And now, world knows that the quake caused Japan's main island to shift 2.5 meters (8 feet) and moved the earth's axis 10 cm (2.5 inches), as geologists explained. Some experts are now conducting more research and discovery if what else are the different effects on the world of the most destructive earthquake in 2011. After the Friday, the view of the devastation by the earthquake and tsunami showing the tragedy.


http://www.abc.net.au/news/events/japan-...eafter.htm
Before and After satellite photos

I am living in Istanbul and the North Anatolian Fault Zone is in the broader Istanbul/Marmara region, and as geologists explain every time, it is expected another strong earthquake in this area. And yes, I live at the sea side... and at only 5 km distance to the main branch of the North Anatolian Fault Zone! I can't imagine what would be if this expected one happens!

http://www.sciencedaily.com/articles/n/n..._fault.htm

http://www.guardian.co.uk/world/2006/dec...ldisasters
“There are no rules for good photographs, there are only good photographs.”

Ansel Adams



#11
nia Wrote:I am living in Istanbul and the North Anatolian Fault Zone is in the broader Istanbul/Marmara region, and as geologists explain every time, it is expected another strong earthquake in this area. And yes, I live at the sea side... and at only 5 km distance to the main branch of the North Anatolian Fault Zone! I can't imagine what would be if this expected one happens!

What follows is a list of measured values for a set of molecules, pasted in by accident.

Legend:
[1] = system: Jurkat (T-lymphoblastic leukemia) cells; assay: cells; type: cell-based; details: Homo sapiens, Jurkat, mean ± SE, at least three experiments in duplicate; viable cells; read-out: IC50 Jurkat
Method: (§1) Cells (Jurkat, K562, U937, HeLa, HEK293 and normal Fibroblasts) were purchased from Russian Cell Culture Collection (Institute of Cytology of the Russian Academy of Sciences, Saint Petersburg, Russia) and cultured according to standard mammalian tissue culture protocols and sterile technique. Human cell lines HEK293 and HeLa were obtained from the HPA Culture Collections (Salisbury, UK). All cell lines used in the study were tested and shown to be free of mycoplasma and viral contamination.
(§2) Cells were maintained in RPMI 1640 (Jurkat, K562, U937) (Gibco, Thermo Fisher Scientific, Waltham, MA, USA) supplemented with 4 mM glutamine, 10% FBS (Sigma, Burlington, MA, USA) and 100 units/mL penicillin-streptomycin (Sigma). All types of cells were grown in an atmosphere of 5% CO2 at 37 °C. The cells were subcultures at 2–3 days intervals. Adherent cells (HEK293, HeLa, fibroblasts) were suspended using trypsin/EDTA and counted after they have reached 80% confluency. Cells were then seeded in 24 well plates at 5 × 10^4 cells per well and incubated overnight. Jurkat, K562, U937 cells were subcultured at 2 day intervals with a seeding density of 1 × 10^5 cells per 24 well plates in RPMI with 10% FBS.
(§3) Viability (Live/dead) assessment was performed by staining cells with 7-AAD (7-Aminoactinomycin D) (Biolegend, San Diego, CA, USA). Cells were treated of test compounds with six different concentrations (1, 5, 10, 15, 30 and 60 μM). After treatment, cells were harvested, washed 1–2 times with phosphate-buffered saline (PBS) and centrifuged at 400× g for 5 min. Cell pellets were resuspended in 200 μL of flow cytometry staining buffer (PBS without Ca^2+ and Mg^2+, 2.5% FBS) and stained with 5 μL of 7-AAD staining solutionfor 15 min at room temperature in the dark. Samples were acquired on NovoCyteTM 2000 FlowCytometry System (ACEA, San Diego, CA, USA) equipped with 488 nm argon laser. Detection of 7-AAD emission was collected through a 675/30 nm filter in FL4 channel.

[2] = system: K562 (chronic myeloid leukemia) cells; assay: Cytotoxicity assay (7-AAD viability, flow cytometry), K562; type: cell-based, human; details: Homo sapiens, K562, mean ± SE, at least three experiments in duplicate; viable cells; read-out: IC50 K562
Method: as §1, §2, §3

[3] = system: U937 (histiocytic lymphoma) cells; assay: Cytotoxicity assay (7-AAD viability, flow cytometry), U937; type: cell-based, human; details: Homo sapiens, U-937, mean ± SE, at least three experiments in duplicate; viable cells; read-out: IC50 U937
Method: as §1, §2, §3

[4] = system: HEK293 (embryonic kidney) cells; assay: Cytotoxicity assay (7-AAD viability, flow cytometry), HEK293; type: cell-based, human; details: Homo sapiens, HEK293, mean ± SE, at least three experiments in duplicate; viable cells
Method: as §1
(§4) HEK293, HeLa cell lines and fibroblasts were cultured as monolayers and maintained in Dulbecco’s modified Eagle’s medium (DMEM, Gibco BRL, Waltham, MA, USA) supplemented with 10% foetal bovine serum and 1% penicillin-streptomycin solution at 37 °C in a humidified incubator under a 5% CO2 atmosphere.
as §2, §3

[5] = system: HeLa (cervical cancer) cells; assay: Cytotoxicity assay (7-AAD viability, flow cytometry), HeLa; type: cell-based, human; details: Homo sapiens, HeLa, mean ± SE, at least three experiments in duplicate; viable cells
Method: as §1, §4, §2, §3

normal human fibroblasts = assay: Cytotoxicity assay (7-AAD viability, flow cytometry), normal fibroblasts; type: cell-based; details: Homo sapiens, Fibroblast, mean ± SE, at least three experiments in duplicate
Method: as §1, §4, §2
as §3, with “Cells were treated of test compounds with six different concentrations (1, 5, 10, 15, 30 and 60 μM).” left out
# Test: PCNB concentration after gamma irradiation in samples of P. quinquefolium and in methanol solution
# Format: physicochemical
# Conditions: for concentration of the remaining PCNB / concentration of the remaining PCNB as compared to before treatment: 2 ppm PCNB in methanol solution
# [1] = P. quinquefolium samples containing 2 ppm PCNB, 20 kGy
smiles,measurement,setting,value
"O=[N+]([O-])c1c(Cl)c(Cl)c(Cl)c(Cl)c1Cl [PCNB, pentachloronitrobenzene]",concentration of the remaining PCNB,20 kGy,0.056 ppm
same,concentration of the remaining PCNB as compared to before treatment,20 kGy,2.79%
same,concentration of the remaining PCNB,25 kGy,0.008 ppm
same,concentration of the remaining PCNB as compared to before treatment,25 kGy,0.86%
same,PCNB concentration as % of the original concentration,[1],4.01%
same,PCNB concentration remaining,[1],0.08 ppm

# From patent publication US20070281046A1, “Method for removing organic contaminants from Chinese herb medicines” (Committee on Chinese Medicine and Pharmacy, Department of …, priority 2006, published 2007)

Yes - and I live right on the Ring of Fire - about 17 meters above sea level less than 1 km from the ocean. In Vancouver, the major fault has not released in a LONG time. This whole thing fills me with dread.
#12
Toad Wrote:
nia Wrote:I am living in Istanbul and the North Anatolian Fault Zone is in the broader Istanbul/Marmara region, and as geologists explain every time, it is expected another strong earthquake in this area. And yes, I live at the sea side... and at only 5 km distance to the main branch of the North Anatolian Fault Zone! I can't imagine what would be if this expected one happens!
Yes - and I live right on the Ring of Fire - about 17 meters above sea level less than 1 km from the ocean. In Vancouver, the major fault has not released in a LONG time. This whole thing fills me with dread.
Silence makes me afraid... But I am sure the city planning and buildings are all done according to this risk, dear Robert, actually in Japan, if this tsunami wouldn't have been, maybe the view would be different... they were dealing with earthquakes very well, till last friday. Of course, everybody and every country should think of this, our earth seems that moves and shakes more than before...

What can I say, I wish you to be in safe and not living any disaster.

with my love,
nia
“There are no rules for good photographs, there are only good photographs.”